- Simone Preuss |
Even though the trade dispute between the United States and China has moved away from escalation and towards reconciliation since the G20 meeting in June in Osaka, the consequences of this already year-long exchange of blows between two big players in the international cotton industry are clearly noticeable in the market. There are widespread insecurities in completing contracts in the international cotton trade. “Uncertainty is the new normal,” summed up Bremen Cotton Exchange in its Cotton Telegram of 16th July 2019.
Accordingly, the volatility of cotton prices has continued to increase and falling prices have been reflected in the declining values of all the major price indices like Cotlook A, NY Futures and CIF Bremen. At the beginning of June 2018, the time of the first increase in import duties by the USA and the increase in tariffs on agricultural products in China, cotton was trading at 100 US cents per pound (ct/lb), based on the A Index. The price fell to 94 ct/lb in August/September, as trading tensions increased due to higher import duties and counter duties. A further decline followed in the period between October 2018 and April 2019, with fluctuation ranging from 80 ct/lb in February to 88 ct/lb in April. As negotiations to settle the dispute suffered a setback at the beginning of May, prices reached only 76 ct/lb. On July 24, quotations reached 78.50 ct/lb.
“Despite the trade dispute, which appears to be the ‘new normal’, global cotton consumption in the 2019/20 season is expected to increase by 1 percent to 26.9 million tonnes, according to calculations by the International Cotton Advisory Committee (ICAC). China is expected to fall by 200,000 tonnes to 8.25 million tonnes,” said Bremen Cotton Exchange.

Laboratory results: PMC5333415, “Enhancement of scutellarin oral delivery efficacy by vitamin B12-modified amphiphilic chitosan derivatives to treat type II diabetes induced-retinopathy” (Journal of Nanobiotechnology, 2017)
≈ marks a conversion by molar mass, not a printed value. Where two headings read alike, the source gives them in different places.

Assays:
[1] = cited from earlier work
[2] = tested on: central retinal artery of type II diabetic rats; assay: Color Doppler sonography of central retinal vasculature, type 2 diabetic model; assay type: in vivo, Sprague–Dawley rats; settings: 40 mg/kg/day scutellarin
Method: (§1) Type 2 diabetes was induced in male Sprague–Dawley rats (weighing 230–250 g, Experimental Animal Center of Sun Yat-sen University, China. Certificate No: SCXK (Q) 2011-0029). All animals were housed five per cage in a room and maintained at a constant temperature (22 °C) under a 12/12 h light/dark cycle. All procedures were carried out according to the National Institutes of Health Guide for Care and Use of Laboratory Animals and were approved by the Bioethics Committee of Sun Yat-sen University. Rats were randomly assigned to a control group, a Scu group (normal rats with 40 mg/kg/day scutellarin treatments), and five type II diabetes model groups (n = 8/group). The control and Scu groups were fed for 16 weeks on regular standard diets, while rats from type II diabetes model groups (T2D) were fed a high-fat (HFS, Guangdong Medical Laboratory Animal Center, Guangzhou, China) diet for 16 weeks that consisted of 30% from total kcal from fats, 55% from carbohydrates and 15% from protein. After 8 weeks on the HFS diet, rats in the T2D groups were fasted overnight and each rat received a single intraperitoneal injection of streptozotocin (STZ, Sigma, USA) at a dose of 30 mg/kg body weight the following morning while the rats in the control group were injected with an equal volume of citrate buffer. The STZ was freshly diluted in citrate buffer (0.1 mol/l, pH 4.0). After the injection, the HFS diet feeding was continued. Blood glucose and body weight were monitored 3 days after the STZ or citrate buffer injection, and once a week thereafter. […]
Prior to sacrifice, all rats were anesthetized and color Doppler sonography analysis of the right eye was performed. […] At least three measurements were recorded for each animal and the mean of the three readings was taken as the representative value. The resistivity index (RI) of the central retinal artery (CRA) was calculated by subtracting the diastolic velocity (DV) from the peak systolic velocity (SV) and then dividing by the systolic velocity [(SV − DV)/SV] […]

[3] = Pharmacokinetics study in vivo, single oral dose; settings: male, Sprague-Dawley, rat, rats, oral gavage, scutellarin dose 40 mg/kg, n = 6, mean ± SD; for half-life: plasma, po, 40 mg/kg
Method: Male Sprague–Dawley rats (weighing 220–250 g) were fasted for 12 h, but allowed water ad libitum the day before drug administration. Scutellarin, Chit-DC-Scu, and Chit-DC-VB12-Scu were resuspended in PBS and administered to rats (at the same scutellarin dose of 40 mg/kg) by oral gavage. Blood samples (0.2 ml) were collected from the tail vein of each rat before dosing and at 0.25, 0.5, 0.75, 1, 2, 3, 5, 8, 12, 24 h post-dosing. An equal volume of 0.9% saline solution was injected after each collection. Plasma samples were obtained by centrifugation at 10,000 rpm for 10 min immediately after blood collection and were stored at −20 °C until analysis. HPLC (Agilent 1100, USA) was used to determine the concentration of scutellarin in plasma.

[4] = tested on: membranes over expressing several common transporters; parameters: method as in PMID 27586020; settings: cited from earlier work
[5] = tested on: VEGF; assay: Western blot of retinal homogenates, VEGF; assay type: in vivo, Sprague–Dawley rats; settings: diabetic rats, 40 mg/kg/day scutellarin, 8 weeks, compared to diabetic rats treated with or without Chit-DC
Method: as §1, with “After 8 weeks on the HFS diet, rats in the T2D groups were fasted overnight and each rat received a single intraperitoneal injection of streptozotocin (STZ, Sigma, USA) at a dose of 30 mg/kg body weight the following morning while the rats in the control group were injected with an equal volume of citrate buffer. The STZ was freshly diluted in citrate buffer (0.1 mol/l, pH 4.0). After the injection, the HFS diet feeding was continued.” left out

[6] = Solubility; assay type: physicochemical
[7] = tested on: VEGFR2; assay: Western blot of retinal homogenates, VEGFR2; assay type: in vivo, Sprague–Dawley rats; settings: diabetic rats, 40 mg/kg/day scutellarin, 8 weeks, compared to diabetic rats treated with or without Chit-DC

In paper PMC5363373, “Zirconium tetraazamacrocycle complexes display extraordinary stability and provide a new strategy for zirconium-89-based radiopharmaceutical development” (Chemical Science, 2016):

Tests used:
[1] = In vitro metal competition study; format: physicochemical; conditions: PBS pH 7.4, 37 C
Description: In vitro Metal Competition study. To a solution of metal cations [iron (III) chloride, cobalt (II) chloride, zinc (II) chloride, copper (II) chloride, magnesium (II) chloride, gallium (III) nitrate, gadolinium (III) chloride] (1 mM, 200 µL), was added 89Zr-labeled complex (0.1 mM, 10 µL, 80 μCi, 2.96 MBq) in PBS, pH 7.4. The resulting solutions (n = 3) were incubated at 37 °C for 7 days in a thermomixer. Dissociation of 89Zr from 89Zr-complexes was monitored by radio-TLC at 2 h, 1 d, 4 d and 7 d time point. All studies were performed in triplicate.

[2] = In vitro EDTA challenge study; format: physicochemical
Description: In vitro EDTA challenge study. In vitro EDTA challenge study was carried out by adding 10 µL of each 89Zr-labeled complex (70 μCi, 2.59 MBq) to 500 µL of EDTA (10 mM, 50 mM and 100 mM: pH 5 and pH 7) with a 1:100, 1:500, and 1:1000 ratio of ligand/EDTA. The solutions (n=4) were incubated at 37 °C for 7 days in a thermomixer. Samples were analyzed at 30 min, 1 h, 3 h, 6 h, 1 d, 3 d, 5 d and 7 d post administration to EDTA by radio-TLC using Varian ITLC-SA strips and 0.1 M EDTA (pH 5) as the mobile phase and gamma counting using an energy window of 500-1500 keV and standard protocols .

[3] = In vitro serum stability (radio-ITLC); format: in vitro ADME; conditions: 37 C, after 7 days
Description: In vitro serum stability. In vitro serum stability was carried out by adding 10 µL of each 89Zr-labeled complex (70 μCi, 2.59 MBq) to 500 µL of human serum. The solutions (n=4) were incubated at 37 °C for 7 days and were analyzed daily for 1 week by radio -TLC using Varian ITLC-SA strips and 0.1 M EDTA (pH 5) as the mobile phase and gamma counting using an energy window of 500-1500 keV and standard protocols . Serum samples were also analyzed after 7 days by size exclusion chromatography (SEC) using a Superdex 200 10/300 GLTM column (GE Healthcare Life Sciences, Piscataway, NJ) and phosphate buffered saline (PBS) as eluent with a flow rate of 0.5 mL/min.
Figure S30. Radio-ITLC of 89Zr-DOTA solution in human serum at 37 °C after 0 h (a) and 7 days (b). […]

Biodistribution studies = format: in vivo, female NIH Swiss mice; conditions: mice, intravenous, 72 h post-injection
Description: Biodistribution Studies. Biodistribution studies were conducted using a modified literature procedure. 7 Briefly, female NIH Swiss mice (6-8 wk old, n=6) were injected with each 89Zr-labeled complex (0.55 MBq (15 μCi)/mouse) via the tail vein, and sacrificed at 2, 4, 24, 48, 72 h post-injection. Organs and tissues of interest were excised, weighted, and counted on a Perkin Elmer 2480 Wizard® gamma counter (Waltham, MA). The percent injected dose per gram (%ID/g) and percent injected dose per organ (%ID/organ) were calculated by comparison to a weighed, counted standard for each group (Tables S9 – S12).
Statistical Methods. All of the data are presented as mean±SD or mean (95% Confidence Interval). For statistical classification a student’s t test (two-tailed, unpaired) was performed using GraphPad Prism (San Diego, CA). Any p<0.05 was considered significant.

However, China remains by far the largest consumer of cotton, with cotton imports likely to increase to 2.1 million tonnes due to the normalisation of cotton reserves in the country. Alongside India, the country is also the world’s largest cotton producer. The USA is the largest cotton exporter and fourth largest cotton producer, with currently growing stocks.
Overall, cotton production is expected to reach 27.6 million tonnes in the 2019/20 season, an increase of 7 percent. At this level of supply and demand, global stocks are expected to rise to 18.6 million tonnes. In the previous season 2018/19, they reached 17.9 million tonnes, the lowest level since 2012/13 according to Bremen Cotton Exchange.
“This alone should keep pressure on cotton prices in the medium term. Added to this are the uncertainties caused by trade disputes, as well as a slowdown in economic growth in Europe and possibly also in the USA, where there is a big demand for cotton textiles and clothing,” concludes Bremen Cotton Exchange.
Photo: Kimberly Vardeman, Creative Commons; graphs: cotton price indices July 2018 -June 2019 / Bremen Cotton Exchange